Publication 360, Guide to Fruit Production: Micronutrients
Excerpt from Publication 360, Guide to
Fruit Production 2012-13,
Micronutrients include boron, copper, iron, manganese, molybdenum and zinc. Plants use these elements in much smaller amounts than macronutrients like nitrogen, phosphorous, potassium, calcium and magnesium. Because such small quantities are required, routine application is generally an unnecessary expense. However, micronutrients are crucial to plant growth and deficiencies must be corrected.
Micronutrients are usually found in much lower levels in the soil than macronutrients. Soil pH, organic matter, clay and mineral content can strongly influence micronutrient availability. This makes soil tests for estimating micronutrient availability less reliable than those for the primary nutrients.
Both soil and foliar fertilizers play a role in fruit crop production. The macronutrients (nitrogen, phosphorus, potassium, calcium and magnesium) are required in relatively high amounts for crop growth. As a result, soil application is almost always the most efficient and economical method of getting these nutrients into the plant. Foliar uptake occurs through the leaf's cuticle and the stomata. The amount of nutrients that can enter the plant through these means is quite limited. Higher application rates may lead to crop injury.
Since micronutrients are required in much lower quantities, they can often be efficiently delivered through foliar applications, especially when soil conditions limit micronutrient availability. If a micronutrient deficiency is found, foliar application is the quickest way of addressing it. This can be followed with a soil application to prevent a recurrence, depending on the micronutrient and the soil pH.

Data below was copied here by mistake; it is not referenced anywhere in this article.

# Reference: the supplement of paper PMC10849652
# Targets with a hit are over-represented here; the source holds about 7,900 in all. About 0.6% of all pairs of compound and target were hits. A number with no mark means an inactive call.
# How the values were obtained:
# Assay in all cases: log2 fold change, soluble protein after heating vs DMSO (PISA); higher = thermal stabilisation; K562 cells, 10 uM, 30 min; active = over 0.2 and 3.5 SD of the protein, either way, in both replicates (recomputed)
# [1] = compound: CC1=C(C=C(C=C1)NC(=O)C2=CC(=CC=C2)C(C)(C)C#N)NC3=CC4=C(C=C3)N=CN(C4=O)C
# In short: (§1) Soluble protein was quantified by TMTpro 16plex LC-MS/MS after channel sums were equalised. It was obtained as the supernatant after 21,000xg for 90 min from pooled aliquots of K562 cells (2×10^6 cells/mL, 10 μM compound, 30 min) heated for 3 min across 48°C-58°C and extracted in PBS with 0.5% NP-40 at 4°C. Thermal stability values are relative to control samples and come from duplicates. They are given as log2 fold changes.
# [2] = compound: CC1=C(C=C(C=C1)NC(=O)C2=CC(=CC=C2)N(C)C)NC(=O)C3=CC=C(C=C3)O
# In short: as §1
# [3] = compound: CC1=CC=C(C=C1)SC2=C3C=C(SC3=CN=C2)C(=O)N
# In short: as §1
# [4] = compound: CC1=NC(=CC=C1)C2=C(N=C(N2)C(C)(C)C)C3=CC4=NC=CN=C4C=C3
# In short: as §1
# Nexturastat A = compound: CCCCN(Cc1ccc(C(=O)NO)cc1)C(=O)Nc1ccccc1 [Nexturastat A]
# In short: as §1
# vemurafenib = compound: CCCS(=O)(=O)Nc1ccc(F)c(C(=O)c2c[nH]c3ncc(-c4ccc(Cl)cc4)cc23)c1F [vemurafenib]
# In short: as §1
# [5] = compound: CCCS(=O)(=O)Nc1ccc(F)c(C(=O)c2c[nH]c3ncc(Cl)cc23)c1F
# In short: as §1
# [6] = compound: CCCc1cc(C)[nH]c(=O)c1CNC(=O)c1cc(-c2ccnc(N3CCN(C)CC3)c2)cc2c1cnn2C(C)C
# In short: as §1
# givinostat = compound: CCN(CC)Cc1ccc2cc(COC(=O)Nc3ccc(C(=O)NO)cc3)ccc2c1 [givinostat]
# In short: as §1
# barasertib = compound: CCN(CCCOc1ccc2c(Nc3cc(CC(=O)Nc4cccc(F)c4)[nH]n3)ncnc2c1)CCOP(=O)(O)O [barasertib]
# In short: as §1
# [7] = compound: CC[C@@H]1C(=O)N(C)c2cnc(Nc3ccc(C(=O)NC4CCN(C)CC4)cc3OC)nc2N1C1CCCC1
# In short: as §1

Do not apply micronutrients to fruit crops unless a deficiency is identified. Apply only the deficient nutrient in sufficient quantities to correct the problem. The range between deficiency and toxicity with micronutrients can be narrow.
Use caution when you apply mixtures of several micronutrients, as crop injury may occur. Always follow the product label. Do not combine micronutrients with insecticide, fungicide or herbicide sprays unless there is information from the manufacturer of each product that indicates the mixtures are compatible. Many chelated micronutrients will consolidate in the spray tank if mixed with pesticides. Use caution when applying micronutrients through fertigation systems. Certain micronutrient blends may plug the emitters.
Foliar applied nutrient uptake can be improved through the timing of the application and the use of surfactants. Younger leaves generally have a less well-developed cuticle and are able to take up more of the nutrient. Early morning applications may favour foliar uptake, and drought stress that results in a thicker cuticle may hinder uptake. Avoid the application of foliar nutrients during the heat of the day when leaves will dry quickly. Ensure good leaf coverage, particularly on the underside.
Boron plays an important role in the structure of cell walls, fruit set and seed development as well as protein and carbohydrate metabolism.